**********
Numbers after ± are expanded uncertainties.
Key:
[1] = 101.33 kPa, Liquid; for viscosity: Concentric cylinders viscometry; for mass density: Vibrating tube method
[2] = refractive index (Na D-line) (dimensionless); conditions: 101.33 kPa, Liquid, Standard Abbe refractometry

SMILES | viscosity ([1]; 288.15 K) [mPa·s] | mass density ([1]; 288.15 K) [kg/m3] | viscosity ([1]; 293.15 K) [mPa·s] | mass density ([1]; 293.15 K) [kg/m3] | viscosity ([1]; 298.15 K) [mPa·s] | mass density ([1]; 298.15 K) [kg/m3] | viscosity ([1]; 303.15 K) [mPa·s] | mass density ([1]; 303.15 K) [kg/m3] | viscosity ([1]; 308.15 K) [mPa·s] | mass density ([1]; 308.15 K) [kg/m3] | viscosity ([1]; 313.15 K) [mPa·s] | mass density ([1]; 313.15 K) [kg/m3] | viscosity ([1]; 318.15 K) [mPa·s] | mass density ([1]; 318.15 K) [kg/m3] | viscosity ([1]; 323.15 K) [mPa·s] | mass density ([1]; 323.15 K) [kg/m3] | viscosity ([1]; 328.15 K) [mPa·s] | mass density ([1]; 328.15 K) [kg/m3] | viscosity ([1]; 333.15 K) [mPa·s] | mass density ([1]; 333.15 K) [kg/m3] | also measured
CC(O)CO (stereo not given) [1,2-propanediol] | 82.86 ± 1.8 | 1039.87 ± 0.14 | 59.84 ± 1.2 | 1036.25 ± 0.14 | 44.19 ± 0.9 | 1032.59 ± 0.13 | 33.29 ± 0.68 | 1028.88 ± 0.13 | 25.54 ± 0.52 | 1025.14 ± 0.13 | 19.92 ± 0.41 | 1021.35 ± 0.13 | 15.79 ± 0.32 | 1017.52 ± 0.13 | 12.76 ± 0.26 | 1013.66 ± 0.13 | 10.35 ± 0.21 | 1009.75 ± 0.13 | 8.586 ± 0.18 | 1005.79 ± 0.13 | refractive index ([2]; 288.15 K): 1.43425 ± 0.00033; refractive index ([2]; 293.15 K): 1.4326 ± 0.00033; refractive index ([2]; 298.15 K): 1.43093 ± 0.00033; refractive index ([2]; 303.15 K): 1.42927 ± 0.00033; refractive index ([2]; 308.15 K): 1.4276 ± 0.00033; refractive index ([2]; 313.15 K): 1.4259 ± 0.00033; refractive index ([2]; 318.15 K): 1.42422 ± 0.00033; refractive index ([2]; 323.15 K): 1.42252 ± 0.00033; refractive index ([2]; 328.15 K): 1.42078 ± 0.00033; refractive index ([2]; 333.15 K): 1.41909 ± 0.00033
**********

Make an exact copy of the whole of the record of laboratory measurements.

Numbers after ± are expanded uncertainties.
Key:
[1] = 101.33 kPa, Liquid; for viscosity: Concentric cylinders viscometry; for mass density: Vibrating tube method
[2] = refractive index (Na D-line) (dimensionless); conditions: 101.33 kPa, Liquid, Standard Abbe refractometry

SMILES | viscosity ([1]; 288.15 K) [mPa·s] | mass density ([1]; 288.15 K) [kg/m3] | viscosity ([1]; 293.15 K) [mPa·s] | mass density ([1]; 293.15 K) [kg/m3] | viscosity ([1]; 298.15 K) [mPa·s] | mass density ([1]; 298.15 K) [kg/m3] | viscosity ([1]; 303.15 K) [mPa·s] | mass density ([1]; 303.15 K) [kg/m3] | viscosity ([1]; 308.15 K) [mPa·s] | mass density ([1]; 308.15 K) [kg/m3] | viscosity ([1]; 313.15 K) [mPa·s] | mass density ([1]; 313.15 K) [kg/m3] | viscosity ([1]; 318.15 K) [mPa·s] | mass density ([1]; 318.15 K) [kg/m3] | viscosity ([1]; 323.15 K) [mPa·s] | mass density ([1]; 323.15 K) [kg/m3] | viscosity ([1]; 328.15 K) [mPa·s] | mass density ([1]; 328.15 K) [kg/m3] | viscosity ([1]; 333.15 K) [mPa·s] | mass density ([1]; 333.15 K) [kg/m3] | also measured
CC(O)CO (stereo not given) [1,2-propanediol] | 82.86 ± 1.8 | 1039.87 ± 0.14 | 59.84 ± 1.2 | 1036.25 ± 0.14 | 44.19 ± 0.9 | 1032.59 ± 0.13 | 33.29 ± 0.68 | 1028.88 ± 0.13 | 25.54 ± 0.52 | 1025.14 ± 0.13 | 19.92 ± 0.41 | 1021.35 ± 0.13 | 15.79 ± 0.32 | 1017.52 ± 0.13 | 12.76 ± 0.26 | 1013.66 ± 0.13 | 10.35 ± 0.21 | 1009.75 ± 0.13 | 8.586 ± 0.18 | 1005.79 ± 0.13 | refractive index ([2]; 288.15 K): 1.43425 ± 0.00033; refractive index ([2]; 293.15 K): 1.4326 ± 0.00033; refractive index ([2]; 298.15 K): 1.43093 ± 0.00033; refractive index ([2]; 303.15 K): 1.42927 ± 0.00033; refractive index ([2]; 308.15 K): 1.4276 ± 0.00033; refractive index ([2]; 313.15 K): 1.4259 ± 0.00033; refractive index ([2]; 318.15 K): 1.42422 ± 0.00033; refractive index ([2]; 323.15 K): 1.42252 ± 0.00033; refractive index ([2]; 328.15 K): 1.42078 ± 0.00033; refractive index ([2]; 333.15 K): 1.41909 ± 0.00033